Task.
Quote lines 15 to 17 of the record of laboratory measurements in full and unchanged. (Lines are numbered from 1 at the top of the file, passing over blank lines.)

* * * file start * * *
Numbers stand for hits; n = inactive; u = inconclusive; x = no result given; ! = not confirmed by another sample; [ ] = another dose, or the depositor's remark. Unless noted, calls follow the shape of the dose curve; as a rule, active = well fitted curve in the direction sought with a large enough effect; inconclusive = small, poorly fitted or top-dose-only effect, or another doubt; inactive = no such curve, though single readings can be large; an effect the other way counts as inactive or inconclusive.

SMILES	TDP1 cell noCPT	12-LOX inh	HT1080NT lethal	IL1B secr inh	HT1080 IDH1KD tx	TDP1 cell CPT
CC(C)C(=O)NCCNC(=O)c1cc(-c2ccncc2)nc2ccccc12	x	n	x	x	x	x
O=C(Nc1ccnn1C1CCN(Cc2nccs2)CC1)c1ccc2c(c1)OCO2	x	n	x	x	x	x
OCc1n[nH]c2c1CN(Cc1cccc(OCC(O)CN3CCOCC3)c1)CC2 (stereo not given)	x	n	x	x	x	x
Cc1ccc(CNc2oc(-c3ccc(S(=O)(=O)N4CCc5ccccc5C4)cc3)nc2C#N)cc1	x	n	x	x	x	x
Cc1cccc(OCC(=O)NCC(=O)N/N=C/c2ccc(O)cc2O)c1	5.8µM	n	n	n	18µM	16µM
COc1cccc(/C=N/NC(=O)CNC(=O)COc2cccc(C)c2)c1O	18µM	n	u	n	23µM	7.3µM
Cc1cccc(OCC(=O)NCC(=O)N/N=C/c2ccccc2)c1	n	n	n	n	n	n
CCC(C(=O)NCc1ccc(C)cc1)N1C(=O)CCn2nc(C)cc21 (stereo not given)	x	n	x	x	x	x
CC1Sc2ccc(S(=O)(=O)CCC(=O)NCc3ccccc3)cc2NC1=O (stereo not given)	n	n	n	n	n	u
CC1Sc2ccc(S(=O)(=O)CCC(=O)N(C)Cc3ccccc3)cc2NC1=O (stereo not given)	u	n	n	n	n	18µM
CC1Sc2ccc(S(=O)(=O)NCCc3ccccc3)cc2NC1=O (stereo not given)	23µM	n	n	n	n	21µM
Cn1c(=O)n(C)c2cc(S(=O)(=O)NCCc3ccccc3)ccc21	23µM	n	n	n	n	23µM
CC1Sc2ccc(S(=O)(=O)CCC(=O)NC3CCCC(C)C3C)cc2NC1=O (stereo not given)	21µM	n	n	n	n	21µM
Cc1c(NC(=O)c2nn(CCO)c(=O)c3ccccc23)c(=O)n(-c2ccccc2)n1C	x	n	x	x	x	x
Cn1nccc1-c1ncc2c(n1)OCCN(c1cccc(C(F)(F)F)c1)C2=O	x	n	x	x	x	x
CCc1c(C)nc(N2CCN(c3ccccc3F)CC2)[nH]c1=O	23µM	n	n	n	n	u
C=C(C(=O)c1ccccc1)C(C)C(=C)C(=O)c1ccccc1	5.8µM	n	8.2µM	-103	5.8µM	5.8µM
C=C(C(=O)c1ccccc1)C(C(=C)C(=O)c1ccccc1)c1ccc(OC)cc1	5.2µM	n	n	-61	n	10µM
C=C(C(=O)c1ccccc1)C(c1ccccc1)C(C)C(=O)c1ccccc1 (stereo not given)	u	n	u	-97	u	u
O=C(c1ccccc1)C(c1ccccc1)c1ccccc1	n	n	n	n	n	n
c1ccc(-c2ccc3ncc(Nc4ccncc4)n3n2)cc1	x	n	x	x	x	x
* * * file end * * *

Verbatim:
CC1Sc2ccc(S(=O)(=O)CCC(=O)NC3CCCC(C)C3C)cc2NC1=O (stereo not given)	21µM	n	n	n	n	21µM
Cc1c(NC(=O)c2nn(CCO)c(=O)c3ccccc23)c(=O)n(-c2ccccc2)n1C	x	n	x	x	x	x
Cn1nccc1-c1ncc2c(n1)OCCN(c1cccc(C(F)(F)F)c1)C2=O	x	n	x	x	x	x